Table of Contents
- Curiosity About Oncology's Complexity
- Embracing Intellectual Curiosity
- Lifelong Passion for Learning
Curiosity About Oncology's Complexity
What excites your intellectual curiosity? I learned the definition of cancer in 9th grade. I was taking a biology vocab quiz when I came up to the last question: “What is cancer?” I answered, “A disease in which abnormal cells divide uncontrollably” and left it at that. After turning in the test, I continued on to the next chapter Ecology. I was oblivious to see how complex and earth-shattering a disease could be.
I learned the true meaning of cancer a year later when I had the extraordinary opportunity to shadow an oncologist. I was able to meet with a remarkable physician Dr. Pati, an oncologist whose discipline and hard work elevated himself from humble beginnings in India. I saw that he had an unbridled passion for his work; Dr. Pati explained very nuanced and complex topics in an elegant, sharp, and mesmerizing way. This is what being a physician looks like, I told myself. I was young, impressionable, and curious. Like a child standing on the outside of a candy store, nose pressed against the glass, I had a strong craving to be part of the cerebral world of physicians. I was resolved to follow in his footsteps.
I remember that day as a humbling experience, but that day I had an awkward realization: I knew next to nothing about the world. There I was, a 10th grader unable to wrap my head around the vast world of oncology. I was used to feeling gifted, to knocking out straight A’s; however, I felt like a fifth-grader trying to solve differential calculus that day. At the same time, however, I realized that I had experienced a certain emotion that was difficult to explain with words. I felt freed. I had taken a fresh breath of air and found it to be invigorating and sweet like it was the first real breath I’d ever taken.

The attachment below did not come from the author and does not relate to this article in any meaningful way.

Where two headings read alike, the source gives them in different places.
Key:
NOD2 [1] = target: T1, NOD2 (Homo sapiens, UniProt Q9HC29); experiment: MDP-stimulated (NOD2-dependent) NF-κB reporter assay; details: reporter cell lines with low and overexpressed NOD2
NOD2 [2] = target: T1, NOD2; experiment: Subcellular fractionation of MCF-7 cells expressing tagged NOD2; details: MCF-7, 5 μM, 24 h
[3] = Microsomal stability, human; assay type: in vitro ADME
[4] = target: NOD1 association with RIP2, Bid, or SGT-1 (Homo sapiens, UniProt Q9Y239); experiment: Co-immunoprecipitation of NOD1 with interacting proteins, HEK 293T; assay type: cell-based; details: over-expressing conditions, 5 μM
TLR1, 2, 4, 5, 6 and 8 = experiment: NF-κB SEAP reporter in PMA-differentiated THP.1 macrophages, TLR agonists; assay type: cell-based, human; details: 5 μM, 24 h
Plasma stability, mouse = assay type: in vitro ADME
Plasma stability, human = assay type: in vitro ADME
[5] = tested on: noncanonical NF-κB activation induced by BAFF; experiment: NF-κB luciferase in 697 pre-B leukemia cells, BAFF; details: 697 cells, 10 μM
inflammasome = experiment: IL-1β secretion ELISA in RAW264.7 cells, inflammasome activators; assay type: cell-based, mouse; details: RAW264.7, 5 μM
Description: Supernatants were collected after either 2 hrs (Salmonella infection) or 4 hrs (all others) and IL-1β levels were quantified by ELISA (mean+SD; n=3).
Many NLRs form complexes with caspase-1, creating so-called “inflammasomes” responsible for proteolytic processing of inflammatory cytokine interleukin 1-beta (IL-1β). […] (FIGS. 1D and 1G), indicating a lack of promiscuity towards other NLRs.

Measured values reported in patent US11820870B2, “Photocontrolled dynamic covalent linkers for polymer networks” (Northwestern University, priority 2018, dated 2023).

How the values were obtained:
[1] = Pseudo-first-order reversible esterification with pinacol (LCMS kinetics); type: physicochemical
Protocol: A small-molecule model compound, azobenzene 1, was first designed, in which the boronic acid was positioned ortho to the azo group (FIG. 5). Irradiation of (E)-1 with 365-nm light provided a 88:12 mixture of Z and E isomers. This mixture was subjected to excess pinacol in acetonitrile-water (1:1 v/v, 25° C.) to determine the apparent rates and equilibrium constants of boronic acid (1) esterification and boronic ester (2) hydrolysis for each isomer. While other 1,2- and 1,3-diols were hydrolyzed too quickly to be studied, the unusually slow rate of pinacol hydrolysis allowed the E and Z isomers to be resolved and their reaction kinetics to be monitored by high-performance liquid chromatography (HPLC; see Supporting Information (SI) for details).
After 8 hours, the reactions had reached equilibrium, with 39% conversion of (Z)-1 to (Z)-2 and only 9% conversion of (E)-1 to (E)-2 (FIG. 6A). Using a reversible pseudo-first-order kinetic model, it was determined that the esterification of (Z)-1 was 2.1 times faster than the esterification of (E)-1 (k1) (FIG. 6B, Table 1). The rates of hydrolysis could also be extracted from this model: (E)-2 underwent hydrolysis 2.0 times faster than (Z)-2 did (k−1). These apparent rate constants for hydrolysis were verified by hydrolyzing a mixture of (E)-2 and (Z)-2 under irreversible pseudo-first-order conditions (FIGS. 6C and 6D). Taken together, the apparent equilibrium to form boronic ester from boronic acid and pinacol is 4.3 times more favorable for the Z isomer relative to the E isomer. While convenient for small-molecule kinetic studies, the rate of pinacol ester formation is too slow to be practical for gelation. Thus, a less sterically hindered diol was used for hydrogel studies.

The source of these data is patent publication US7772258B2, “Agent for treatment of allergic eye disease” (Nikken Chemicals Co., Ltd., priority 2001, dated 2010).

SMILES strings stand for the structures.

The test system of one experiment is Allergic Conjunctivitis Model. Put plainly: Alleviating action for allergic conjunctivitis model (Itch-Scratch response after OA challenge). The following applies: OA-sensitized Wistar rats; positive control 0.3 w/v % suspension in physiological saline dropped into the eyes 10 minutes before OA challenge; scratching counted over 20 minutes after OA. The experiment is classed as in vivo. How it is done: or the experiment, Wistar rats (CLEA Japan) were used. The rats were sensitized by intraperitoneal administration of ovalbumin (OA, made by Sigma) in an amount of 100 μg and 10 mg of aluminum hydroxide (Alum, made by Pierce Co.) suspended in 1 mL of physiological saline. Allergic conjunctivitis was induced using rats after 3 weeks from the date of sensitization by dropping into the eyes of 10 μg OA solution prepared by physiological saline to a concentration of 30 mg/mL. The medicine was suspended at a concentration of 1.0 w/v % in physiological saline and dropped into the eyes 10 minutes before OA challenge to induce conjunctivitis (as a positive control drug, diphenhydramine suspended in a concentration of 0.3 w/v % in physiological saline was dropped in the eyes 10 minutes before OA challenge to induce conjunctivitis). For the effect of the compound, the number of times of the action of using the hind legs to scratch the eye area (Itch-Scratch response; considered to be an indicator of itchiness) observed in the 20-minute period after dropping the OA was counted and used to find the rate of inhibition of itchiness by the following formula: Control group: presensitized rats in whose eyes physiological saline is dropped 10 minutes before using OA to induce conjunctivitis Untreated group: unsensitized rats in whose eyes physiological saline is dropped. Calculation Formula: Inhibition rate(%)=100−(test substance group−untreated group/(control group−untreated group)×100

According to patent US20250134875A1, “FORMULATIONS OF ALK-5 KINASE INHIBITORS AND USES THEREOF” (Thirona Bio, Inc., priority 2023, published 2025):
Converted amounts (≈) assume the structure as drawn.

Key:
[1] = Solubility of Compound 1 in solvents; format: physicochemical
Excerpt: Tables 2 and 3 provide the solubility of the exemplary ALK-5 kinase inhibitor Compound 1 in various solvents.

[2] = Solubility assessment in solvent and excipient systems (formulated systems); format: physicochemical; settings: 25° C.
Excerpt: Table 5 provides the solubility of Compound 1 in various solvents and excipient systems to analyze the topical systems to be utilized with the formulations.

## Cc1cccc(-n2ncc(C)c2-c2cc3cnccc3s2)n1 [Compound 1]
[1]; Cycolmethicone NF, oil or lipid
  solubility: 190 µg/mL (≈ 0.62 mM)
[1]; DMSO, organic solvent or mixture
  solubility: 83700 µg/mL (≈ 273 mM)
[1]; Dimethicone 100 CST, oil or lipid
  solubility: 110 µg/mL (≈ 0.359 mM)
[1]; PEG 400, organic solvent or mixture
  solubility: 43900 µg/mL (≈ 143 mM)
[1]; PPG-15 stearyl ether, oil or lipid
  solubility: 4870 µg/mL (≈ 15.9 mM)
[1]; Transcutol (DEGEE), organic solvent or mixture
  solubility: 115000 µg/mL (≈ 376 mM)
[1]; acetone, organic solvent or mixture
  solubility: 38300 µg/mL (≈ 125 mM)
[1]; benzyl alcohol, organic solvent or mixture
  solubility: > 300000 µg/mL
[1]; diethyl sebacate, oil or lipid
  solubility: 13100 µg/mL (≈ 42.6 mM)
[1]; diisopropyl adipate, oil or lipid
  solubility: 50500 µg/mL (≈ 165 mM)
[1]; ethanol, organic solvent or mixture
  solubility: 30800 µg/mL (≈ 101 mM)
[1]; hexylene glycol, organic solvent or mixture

Embracing Intellectual Curiosity
Okay, I know that’s quite dramatic for a 15-year-old to say, but for most of my life, I’ve had a very narrow view of life: being a good student is about getting good grades. However, I realized there is still so much I don’t know or haven’t experienced. Talk about a major shift: somehow, spending time with Dr. Pati had rekindled my natural intellectual curiosity; it had, momentarily, filled a hole in my soul that I didn’t know existed. My new enthusiasm extended to all my classes and activities. Whether it was competing in Debate tournaments or playing cello for the All-State orchestra, I found my identity as a student, embracing those principles of hard work, passion, and curiosity. Now I cherish all my hours at school with sincerity and commitment, from writing rhetorical analysis essays in my English class to finding the molar mass of Butane in Chemistry Lab. Furthermore, I am committed to learning and exploring outside the class syllabus, whether it’s watching Neil Degrasse’s podcasts on Youtube or reading about……., I want to continue to learn for the rest of my life.
Lifelong Passion for Learning
Although shadowing an Oncologist may not have seemed like a significant event, in retrospect it was one of the defining moments of my adolescence. That seemingly unextraordinary day set many days in subsequent motion- days when I would embark on new challenges and experiences, push my limitations, venture out of my comfort zone, and before I knew it, the days gradually developed into years and shaped me into who I am now. At 15, oddly enough, an ancient, perplexing disease sparked something within me- an intellectual curiosity. One taste of the forbidden fruit and I knew I could never go back.